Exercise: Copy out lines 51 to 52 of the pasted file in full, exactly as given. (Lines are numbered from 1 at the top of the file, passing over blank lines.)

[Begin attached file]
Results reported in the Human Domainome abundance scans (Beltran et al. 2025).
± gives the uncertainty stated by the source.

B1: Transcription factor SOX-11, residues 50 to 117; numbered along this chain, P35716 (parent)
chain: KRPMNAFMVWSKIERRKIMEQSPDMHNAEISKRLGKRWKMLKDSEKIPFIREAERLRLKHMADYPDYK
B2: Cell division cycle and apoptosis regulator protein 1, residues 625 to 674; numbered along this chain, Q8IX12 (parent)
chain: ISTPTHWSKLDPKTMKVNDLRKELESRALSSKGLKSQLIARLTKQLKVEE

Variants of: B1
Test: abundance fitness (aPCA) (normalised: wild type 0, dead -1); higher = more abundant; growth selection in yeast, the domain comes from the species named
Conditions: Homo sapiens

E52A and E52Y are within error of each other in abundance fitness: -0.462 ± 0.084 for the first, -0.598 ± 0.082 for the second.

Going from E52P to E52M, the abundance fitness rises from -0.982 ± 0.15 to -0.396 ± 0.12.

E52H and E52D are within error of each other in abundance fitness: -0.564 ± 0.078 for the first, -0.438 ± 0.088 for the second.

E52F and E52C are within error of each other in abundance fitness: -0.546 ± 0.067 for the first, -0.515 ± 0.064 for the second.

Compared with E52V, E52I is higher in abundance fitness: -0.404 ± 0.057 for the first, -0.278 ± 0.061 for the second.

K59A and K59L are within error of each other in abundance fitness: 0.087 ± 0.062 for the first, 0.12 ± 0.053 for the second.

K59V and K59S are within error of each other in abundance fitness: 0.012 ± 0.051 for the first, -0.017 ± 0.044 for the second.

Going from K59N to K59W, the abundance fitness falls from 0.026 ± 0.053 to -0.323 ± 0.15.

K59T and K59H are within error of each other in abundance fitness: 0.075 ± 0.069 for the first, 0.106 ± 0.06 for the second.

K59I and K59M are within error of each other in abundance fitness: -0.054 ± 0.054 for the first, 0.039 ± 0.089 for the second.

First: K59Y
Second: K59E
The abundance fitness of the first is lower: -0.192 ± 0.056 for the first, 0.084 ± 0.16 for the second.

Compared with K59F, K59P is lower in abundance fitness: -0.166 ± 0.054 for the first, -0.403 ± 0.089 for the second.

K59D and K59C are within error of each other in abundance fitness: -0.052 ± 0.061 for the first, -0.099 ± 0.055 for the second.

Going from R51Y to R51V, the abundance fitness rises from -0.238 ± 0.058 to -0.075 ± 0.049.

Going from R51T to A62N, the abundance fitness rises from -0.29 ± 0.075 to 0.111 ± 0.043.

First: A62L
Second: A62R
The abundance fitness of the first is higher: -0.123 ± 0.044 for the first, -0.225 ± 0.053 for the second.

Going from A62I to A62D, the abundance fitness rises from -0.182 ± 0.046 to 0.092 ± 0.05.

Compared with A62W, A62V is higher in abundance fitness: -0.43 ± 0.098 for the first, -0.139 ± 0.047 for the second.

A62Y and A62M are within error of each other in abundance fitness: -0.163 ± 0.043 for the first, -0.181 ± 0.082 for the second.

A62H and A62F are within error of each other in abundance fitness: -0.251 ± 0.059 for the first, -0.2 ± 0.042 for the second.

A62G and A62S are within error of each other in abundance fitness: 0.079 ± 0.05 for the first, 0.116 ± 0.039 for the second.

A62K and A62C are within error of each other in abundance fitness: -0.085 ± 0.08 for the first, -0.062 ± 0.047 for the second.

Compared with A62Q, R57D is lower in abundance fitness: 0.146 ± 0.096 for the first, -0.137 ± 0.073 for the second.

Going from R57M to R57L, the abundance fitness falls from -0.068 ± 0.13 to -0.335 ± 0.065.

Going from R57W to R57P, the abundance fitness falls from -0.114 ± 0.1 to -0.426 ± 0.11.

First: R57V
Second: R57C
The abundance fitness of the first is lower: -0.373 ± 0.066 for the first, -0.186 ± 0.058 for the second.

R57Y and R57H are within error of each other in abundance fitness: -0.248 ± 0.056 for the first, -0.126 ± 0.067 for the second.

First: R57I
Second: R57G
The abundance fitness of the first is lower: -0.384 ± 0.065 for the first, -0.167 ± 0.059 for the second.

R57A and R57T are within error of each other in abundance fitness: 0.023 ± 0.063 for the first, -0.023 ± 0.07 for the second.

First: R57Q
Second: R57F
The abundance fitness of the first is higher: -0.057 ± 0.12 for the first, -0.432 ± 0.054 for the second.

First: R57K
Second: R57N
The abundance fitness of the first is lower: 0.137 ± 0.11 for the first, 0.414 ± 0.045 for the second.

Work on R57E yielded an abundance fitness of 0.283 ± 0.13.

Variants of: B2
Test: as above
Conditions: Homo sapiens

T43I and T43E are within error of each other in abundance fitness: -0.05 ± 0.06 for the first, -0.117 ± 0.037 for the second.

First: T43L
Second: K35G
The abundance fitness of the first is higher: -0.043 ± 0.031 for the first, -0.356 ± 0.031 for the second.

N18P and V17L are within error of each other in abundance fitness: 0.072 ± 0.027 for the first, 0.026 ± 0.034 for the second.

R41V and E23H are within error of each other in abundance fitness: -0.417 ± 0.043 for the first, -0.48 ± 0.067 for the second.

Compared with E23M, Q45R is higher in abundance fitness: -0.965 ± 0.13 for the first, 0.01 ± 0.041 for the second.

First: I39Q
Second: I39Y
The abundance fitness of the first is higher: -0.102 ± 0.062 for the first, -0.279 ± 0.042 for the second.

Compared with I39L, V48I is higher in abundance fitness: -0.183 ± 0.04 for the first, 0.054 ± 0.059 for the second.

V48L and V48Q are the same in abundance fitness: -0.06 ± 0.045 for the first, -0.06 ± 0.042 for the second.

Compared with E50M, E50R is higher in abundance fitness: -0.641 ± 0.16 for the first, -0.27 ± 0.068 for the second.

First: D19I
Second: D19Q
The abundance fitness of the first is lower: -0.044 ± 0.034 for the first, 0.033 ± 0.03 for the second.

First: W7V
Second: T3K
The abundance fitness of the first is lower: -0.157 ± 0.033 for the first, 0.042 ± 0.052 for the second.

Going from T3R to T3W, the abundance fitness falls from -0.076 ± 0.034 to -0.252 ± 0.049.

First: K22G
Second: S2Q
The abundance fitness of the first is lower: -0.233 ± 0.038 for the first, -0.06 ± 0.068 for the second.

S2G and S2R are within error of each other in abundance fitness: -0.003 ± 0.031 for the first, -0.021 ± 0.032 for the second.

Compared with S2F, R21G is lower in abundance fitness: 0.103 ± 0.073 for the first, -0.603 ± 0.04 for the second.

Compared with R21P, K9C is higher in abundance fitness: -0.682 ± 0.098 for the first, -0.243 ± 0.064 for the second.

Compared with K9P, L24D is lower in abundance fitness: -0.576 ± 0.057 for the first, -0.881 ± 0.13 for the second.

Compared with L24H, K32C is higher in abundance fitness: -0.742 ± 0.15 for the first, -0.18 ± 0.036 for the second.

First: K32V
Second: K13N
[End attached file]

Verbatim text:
Second: R57N
The abundance fitness of the first is lower: 0.137 ± 0.11 for the first, 0.414 ± 0.045 for the second.